One year after the beginning of Russia's full-scale invasion, some Ukrainian local independent journalism has survived. But at what cost? And what should media outlets prepare for now?
Imagine you are a local media editor. You wake up one February morning from the sound of explosions. The war is knocking at your door and dozens of neighbors are already packing their things.
What will you do? You are a journalist, but at the same time you are a person that cares for your friends and family. Will you take your loved ones to safer parts of the country? Will you get in line for the draft board to be sent to the front? Or will you call an emergency meeting to keep your media outlet running and try to adjust to the new situation?
It is not an easy choice and you will always doubt if you made the right decision.
Now let's fast forward to spring 2022. Ukraine withstood the blow, its troops managed to repulse the attacks on Kyiv. The world is discussing the terrible crimes in Bucha, Mariupol, and other cities. Information from these places comes from, among others, Ukrainian journalists. Does this mean that the media are faring okay? Of course not.
Editorial offices from the territories where the Russian army entered naturally suffered more than others. Some of them were lucky enough to be evacuated and continue to work as "internally displaced media". However, quite a few media professionals left journalism. If an editor-in-chief decides to quit to join the war effort, it can take an entire editorial office out of the game.
Many local media outlets have lost their audience. Tens of millions of Ukrainians left their native regions. In the occupied territories, the Russian military immediately began to cut off information networks from the Ukrainian media environment. In Russian-occupied Luhansk for instance, Ukrainian sites were blocked by local providers and mobile internet was turned off, leaving people without access to information.
In October 22, Russia started to target civilian energy infrastructure, which greatly complicated the work of Ukrainian media. Newsrooms had to buy autonomous charging stations and generators, as well as Starlink for uninterrupted internet.
Physical reporting work was severely restricted by martial law. Official authorities have become the main newsmakers in an environment of limited freedom of speech. Journalists have been taught to stifle the urge to be the first to upload photos and videos from the places where missiles and kamikaze drones hit because this could help Russian spotters.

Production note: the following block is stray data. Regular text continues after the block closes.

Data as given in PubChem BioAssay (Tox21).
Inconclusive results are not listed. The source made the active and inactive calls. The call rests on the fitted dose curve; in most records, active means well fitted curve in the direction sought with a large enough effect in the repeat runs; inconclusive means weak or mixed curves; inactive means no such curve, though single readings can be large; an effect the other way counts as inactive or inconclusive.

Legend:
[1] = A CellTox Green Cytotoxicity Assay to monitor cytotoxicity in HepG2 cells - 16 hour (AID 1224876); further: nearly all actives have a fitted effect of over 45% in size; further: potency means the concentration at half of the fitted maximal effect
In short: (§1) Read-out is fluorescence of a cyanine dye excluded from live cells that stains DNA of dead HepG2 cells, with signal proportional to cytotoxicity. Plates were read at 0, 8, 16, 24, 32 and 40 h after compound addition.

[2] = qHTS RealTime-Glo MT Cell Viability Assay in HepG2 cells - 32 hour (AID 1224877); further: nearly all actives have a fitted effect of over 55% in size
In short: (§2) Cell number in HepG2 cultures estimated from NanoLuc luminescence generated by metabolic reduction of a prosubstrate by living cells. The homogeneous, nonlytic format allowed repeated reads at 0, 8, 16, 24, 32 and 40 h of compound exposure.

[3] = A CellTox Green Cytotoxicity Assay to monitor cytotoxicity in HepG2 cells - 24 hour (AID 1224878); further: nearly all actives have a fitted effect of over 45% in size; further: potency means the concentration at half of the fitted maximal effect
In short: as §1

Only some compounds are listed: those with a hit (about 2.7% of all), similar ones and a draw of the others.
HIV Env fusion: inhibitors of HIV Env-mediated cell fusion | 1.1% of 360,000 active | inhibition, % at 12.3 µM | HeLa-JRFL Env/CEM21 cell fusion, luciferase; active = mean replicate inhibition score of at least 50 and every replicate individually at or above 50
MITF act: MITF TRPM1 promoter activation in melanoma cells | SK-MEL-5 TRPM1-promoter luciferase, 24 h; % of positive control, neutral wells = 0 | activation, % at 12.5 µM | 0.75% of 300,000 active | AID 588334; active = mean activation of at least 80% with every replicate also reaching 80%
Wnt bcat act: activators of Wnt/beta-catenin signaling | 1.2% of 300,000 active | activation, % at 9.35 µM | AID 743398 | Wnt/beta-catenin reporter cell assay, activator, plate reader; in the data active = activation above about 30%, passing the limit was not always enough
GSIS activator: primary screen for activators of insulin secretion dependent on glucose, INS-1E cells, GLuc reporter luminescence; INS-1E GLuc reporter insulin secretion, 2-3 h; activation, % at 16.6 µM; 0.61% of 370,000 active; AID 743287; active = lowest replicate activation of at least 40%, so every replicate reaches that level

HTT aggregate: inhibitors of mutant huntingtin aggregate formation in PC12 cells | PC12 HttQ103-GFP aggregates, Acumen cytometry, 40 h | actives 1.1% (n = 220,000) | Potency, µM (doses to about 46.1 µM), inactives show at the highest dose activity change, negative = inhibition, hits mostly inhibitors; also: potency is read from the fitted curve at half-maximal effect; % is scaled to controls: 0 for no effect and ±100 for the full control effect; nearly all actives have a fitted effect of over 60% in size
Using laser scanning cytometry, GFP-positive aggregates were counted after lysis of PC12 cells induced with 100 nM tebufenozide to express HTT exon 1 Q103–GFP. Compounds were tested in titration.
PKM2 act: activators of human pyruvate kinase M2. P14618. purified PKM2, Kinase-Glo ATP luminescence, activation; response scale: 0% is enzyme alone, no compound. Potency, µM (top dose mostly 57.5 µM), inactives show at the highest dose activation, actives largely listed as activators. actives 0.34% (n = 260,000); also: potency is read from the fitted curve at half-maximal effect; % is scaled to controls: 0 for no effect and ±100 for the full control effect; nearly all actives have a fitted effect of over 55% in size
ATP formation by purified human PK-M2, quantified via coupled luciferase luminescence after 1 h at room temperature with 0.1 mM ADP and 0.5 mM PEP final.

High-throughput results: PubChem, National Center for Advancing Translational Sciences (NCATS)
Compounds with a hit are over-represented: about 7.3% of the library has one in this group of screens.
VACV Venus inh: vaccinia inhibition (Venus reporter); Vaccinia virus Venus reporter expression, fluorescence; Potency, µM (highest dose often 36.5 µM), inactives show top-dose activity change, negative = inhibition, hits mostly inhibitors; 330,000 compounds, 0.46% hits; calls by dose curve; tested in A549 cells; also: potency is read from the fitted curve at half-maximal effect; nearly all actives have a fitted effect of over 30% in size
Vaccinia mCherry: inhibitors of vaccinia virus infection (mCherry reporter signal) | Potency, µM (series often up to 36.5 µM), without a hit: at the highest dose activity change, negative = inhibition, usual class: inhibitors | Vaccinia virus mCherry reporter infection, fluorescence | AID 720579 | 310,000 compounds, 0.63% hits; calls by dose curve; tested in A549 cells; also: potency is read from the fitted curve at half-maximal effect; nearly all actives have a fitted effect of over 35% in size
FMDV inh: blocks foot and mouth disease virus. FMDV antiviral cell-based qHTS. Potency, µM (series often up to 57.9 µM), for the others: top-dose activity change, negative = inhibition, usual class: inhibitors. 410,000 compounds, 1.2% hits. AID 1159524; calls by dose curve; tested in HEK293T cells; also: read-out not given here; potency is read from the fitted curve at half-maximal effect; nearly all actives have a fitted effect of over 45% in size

But those media that continued to work despite the terrible external and internal pressure quickly found their relevance. Editorial offices have learned to work remotely. Many have mastered new challenges, such as conducting hours of consecutive live broadcasts. Social media channels have become the main sources of information during the war. It is there that audiences are looking for news.
Grants from international donors helped plug financial holes. And media support programs such as from the Media Development Foundation, Thomson Reuters Foundation, and MediaFit from DW Akademie, Canal France International and Lithuanian Radio and Televisions, have helped surviving newsrooms to adapt their media strategy to the new reality. The organizations have helped newsrooms reconnect with their audiences, organize workflows, and embrace new formats, most notably video. For instance, Ukrainian-language YouTube has become an alternative to the formerly diverse television landscape.
In late 2022, I had the opportunity to speak with local journalists who had fled from the occupied eastern region of Ukraine yet found the strength to continue their work remotely. We tried to predict new challenges that await us in 2023 – among them ongoing war, economic recession, additional occupied territories, fatigue and apathy of the population.
As journalists, we need to return to liberated cities to quickly organize effective media work there. Investigative journalists should study not only the crimes of the Russian military, but also the abuses conducted by authorities. Also, we must question those who so generously promised to quickly restore the destroyed Ukrainian cities as to why so little has been done. And we should remember to tell the stories of survival from ordinary people.
Of course, the immediate challenges remain: at any moment journalists can be under fire, many suffer from psychological trauma and no one even talks about burnout – it is not the time.
As a local media editor, your thoughts every morning are actually not much different from the morning of February 24, 2022. The same questions keep reappearing in your head: What should I do? Should I continue to do journalism? Is this really my civic duty?
Then you dial in to your online editorial meeting. That is, if there is internet and power, of course.
Andrii Dikhtiarenko is a Ukrainian journalist, editor and TV presenter. He owns the online media Realnaya Gazeta which specializes in the situation of the occupied Donbas. Until the summer of 2014, the editorial office was located in the city of Luhansk. After February 24, 2022, he is also the host of the United News National Marathon.